22/05/14

BRUGGE (Marcus Guerards, 1562)

Bruge Main Characteristics

I have based my essay on a map made by Marcus Guerards in 1562. Some prints, as well as the original copper plates, are found in the print room at the Stedelijk Museum of Amsterdam. The complete map represents the medieval old quarter of Bruges although I focused only on a part of the old town in order to describe it in a more detailed way.

The name of Bruges comes from Old Norse “Bryggia” (bridges, docks, piers). Interestingly, in the Flemish language “Brug” means “bridge”, and this city takes as name the plural word due to the large number of bridges that exist in it.  It is located in the northwest of the country. At first, its top was a coastal city, but the constant sedimentation caused its separation from the sea, and Bruges became a canal-based city. These canals have been used for transport and trading purposes.

The work of art that I have chosen has a lot of details that allow us to analyze the structure of the city: its structure is based on an irregular plane formed by the streets and canals, and the principal streets flow into the main square. The main buildings are located in the center of the Old Town. Most of them are built in Gothic style, which is the prevailing architectural style of Brugges. In the upper right corner is located the Church of Our Lady that is the second tallest building in the world made ​​with bricks. Built in the 13th century, it is characterized by its two stairs towers and its wealth in works of art. Further down in the right margin we found St. Salvador Cathedral. It was built in the ninth century as a small Romanesque chapel. Throughout its history, the cathedral has been influenced by many different styles: Romanesque, Gothic, Flamboyant Gothic and Neo-Gothic. Nowadays, it is the most important church in the city and the seat of the bishop of Bruges.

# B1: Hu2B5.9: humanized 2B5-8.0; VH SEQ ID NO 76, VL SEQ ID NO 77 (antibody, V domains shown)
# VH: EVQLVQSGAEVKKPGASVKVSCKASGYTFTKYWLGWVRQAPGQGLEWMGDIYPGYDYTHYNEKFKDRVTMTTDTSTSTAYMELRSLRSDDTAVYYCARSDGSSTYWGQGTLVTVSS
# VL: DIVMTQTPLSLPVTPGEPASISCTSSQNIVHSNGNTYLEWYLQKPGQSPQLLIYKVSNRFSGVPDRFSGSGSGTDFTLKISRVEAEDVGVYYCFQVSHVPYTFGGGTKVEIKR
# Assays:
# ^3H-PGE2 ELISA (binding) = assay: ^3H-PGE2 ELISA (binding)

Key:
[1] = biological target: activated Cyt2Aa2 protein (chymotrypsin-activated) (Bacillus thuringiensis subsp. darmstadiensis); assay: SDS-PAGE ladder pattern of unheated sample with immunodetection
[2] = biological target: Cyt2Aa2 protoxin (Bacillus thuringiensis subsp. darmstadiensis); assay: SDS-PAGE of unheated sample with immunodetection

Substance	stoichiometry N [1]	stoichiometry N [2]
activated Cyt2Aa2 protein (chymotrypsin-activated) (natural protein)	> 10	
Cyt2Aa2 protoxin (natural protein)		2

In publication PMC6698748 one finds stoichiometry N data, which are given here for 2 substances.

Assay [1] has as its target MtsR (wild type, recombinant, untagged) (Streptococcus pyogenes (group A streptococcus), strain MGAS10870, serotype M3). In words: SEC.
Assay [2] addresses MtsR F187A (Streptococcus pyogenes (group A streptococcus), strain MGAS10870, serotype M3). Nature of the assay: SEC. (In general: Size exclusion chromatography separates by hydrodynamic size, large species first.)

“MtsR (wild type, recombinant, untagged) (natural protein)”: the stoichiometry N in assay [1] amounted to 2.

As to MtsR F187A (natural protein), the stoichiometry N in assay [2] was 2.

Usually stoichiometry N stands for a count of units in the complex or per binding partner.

The main square, in the centre of the image, contains the statues of the local heroes Jan Breydel and Pieter, the Belfry and the covered market, that was used to sell mainly wool and clothes. The Belfry used to be an administrative center and watchtower, and it has been destroyed by fire and restored several times. Finally, at the left of the image is found the Burg square, surrounded by various historic buildings such as the City Hall and the Basilica of the Holy Blood. This 12th century basilica consists of two chapels: the lower one, dedicated to St. Basil the Great, is a dark Romanesque structure that remains unchanged; the upper chapel was rebuilt in Gothic style during the sixteenth century and renovated multiple times during the past two centuries, and it contains the venerated relic.

The Historic Town of Bruges is a well-known example of medieval architectural ensemble, that has maintained its historic structure as this has evolved over the centuries. Little streets, an intricate network of canals and original Gothic constructions form part of the town´s identity. Its importance has been acknowledged by UNESCO, that included Bruges in the World Heritage List in 2000.

Antonio López Burgos

21/05/14

JACA (18th century )

imagen

This plan represents the city of Jaca (Huesca) in the 18th century. It is a city of northeastern Spain near the border with France, in the midst of the Pyrenees in the province of Huesca. The image centres its attention on The Citadel and the old quarter of Jaca which is a medieval Christian city. It is a manuscript drawn in black ink and colored with water-colours in red, green, grey and yellow. It belongs to the Historical Military Service in Madrid.